"Speak and die!"
The civil war expanded in scale and grew ever bloodier. It was a conflict in which the civilian population was increasingly caught in the middle, becoming hostages to the two warring parties. The people of Algeria were the true victims of this dirty war, as militias went berserk, individuals were liquidated without warning, and entire village populations were massacred, sometimes in a single night.
In this atmosphere of lawlessness and terror, the critical attitudes expressed by Algerian rappers were not welcomed by the country's Establishment, or by its music industry, or indeed by the population in general. Touat M’hand of MBS explains:
"During 'the black decade', as it's sometimes called, it didn't matter whether you were an artist or a police officer. EVERYONE was frightened of the extremists, or of the army's actions. I'm reminded of a quote from the great Algerian writer Tahar Djaout, who was murdered in 1993 during the civil war. He said: 'If you keep your mouth shut, you'll die; if you speak, you'll die too; so speak, and die!"
"Rabah Président" as a media coup
In July 1999, President Bouteflika announced an amnesty for imprisoned Islamic extremists – a deed that's generally held to mark the end of the Algerian civil war. Nonetheless, Algeria's rap musicians haven't stopped criticising their country's political and social shortcomings.
One of the cleverest and most courageous rappers around is Rabah Ourrad of MBS, who describes the state of things in Algeria with the blackest of sarcasm. When he released the album "Rabah Président", the MBS rapper landed a media coup. The cover depicts Rabah posing as Algeria's President Bouteflika; it's a photo-montage, with the rapper's head perched on the President's body.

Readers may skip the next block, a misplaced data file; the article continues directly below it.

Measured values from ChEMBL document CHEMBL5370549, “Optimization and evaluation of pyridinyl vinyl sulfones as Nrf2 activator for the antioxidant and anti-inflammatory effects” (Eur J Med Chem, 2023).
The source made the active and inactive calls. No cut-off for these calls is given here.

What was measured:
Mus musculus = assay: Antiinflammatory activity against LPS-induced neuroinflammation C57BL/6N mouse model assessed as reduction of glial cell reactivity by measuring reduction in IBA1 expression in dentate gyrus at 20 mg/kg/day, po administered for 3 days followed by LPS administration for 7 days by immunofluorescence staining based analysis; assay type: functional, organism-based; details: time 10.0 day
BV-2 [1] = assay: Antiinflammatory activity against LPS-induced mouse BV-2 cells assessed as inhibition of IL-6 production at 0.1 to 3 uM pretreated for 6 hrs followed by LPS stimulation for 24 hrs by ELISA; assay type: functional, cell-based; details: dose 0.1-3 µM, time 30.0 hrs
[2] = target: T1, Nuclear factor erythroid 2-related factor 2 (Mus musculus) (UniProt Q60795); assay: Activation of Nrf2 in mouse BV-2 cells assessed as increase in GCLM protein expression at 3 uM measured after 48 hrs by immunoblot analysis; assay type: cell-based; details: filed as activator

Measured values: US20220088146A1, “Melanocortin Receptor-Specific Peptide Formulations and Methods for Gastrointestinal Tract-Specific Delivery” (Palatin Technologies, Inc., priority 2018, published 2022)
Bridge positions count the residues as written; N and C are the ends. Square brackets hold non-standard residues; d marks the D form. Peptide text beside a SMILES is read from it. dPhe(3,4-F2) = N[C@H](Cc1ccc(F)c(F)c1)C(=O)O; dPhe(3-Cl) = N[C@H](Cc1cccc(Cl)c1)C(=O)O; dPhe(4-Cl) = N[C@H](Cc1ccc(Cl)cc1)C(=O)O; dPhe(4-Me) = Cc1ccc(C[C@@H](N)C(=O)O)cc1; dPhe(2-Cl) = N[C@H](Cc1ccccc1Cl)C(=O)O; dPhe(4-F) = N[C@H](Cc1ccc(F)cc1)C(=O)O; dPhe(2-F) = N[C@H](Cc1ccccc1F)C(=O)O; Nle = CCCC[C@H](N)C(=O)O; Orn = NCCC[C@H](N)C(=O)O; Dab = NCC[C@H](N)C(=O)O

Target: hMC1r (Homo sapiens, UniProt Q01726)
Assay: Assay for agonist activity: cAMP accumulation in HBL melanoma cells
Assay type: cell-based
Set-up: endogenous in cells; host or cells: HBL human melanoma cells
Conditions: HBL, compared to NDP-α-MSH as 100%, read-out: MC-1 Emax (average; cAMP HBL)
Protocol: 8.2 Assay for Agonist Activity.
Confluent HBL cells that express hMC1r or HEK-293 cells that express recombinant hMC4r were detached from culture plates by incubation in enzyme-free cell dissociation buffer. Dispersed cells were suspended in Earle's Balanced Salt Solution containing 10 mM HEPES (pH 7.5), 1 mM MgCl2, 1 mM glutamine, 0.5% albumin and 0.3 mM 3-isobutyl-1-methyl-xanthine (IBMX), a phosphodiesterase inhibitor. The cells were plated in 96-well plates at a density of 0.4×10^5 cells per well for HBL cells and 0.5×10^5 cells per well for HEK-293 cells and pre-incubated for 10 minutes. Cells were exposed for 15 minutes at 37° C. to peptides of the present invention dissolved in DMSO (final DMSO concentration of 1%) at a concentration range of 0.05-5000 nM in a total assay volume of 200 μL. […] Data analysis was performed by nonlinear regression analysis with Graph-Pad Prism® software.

"We made 'Rabah Président' just before Bouteflika was re-elected", explains Rabah. "The CD was released during the run-up to the election. I presented myself as if I were a candidate for the presidency. Then I went to Algeria and gave a press conference there. The journalists came in droves, and there were loads of articles in the Algerian press about the CD and all the things I'd said against the President. I didn't want him to be re-elected because he really is a little dictator… and he makes peace with all the terrorists!"
A young generation with no prospects
Today more than ever, hip hop expresses the way young people in Algeria feel about their lives – because even years after the end of the civil war, their living conditions have not improved substantially. High levels of youth unemployment, a lack of affordable accommodation, a dreadful educational system and a general lack of prospects - this is what everyday life looks like for many. Nabil Bouiche from the band "Intik" explains:
"Seventy-five percent of the Algerian population are young – with this much youth, it should be possible to build up a wonderful country. But that's not happening; on the contrary. Young people are working like hell, yet struggling to survive. There are people with university degrees who have to scrape a living as waiters. The resources for recording music are also lacking. To be able to produce a record, we had to invest our own money. On one occasion, a member of the band even had to sell his shoes so that we could pay the studio!"
As in many places throughout the world, hip hop in Algeria exemplifies a trend that's been dubbed "glocalisation": global and local phenomena that don't stand in opposition, but instead meet and mingle, influencing one another and forming new syntheses.
In its country of origin, hip hop culture now seems to mean little more than hedonism, conspicuous consumption, and illusory ideas about violence and sex. In Algeria, the almost-forgotten potential of that culture is audible once again. Here, rap means speaking about reality, about an everyday life that is often frankly depressing, about political injustice, terror and war.
And it remains important to raise one's voice, even after the end of the civil war; for there can still be no talk of an end to the Algerian tragedy and a real solution to the country's social and political problems.
Translated from German by Patrick Lanagan